New stop and search report underlines need for reform


Scottish Liberal Democrats have put further pressure on Justice Secretary Kenny MacAskill to put all stop and searches on a regulated footing after a House of Commons report showed a stark comparison between use of the tactic by police officers in Scotland, and England and Wales.

It comes after findings from a review by the All Party Parliamentary group for Children into their relationship with the police revealed over 1,000 stop and searches were carried out on children under the age of 10 during the last five years. This stands in stark contrast with figures obtained by BBC Scotland which show that in the space of eight months between April and December 2013, Police Scotland carried out 2,912 searches on children between the ages of eight and 12.

This raises questions about the proportional use of the tactic given the population of England and Wales is ten times larger than Scotland’s.

The use of stop and search in Scotland has been controversial because of the prevalence of voluntary stop and search – those without sound legal basis, intelligence or suspicion. Figures published the Scottish Police Authority’s own review showed that 80 percent of stop and searches on children were voluntary. In England, all stop and searches are placed on a statutory footing, whereby officers must have a legally underpinned cause for suspicion in order to undertake a stop and search.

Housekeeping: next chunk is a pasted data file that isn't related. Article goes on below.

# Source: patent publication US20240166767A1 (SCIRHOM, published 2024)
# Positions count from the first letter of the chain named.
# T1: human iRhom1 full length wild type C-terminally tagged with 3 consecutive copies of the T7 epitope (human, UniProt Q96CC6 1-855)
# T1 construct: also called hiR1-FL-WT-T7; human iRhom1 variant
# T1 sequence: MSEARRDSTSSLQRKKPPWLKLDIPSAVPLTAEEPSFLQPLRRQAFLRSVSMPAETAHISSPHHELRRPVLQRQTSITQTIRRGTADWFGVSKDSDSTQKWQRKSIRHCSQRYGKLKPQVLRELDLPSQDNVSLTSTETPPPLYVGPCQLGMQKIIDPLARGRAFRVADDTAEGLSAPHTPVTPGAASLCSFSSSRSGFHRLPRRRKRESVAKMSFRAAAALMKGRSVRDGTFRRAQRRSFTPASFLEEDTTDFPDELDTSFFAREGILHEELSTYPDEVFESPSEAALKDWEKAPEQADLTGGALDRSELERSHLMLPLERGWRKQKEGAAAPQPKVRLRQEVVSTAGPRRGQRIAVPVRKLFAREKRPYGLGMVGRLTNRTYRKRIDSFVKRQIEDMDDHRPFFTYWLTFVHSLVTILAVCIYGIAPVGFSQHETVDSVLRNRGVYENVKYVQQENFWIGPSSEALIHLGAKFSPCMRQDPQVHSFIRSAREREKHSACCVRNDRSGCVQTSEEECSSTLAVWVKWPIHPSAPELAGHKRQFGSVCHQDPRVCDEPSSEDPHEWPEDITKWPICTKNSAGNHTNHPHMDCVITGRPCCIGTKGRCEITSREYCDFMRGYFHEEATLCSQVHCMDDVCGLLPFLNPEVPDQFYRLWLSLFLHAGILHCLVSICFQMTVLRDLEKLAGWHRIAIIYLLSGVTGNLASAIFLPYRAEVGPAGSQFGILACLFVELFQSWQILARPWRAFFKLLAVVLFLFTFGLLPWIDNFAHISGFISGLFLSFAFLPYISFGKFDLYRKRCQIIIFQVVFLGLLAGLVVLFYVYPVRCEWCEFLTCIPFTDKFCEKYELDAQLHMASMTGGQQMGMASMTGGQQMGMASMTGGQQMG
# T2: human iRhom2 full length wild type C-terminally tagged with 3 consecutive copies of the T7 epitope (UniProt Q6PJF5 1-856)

Commenting on the APPG report, Scottish Liberal Democrat justice spokesperson Alison McInnes MSP said:

“This report puts the scale of stop and search in Scotland into perspective. Figures have shown that in Scotland over the space of one year, police officers carried out 2,912 children between the age of eight and 12. The majority of those searches were on a voluntary basis.

"Over a period of five years, fewer than half the number of children under the age of 10 were stopped and searched in England and Wales. Although not by any means inconsequential, this seems like a speck of dust compared to number of searches carried out on children in Scotland over a much shorter period of time.

"I was pleased that Police Scotland finally agreed to bring some of its policy into line with that of England and Wales. Ending the use of voluntary stop and searches against children under the age of 12 will protect children and their rights. However this report is a stark reminder of how far behind Scotland when it comes to regulating the use of the tactic.

“A change in Police Scotland policy will never be as firm as a change in the law. This is the only way to ensure that searches in Scotland are always legal, transparent and accountable and we will continue to push for this.”


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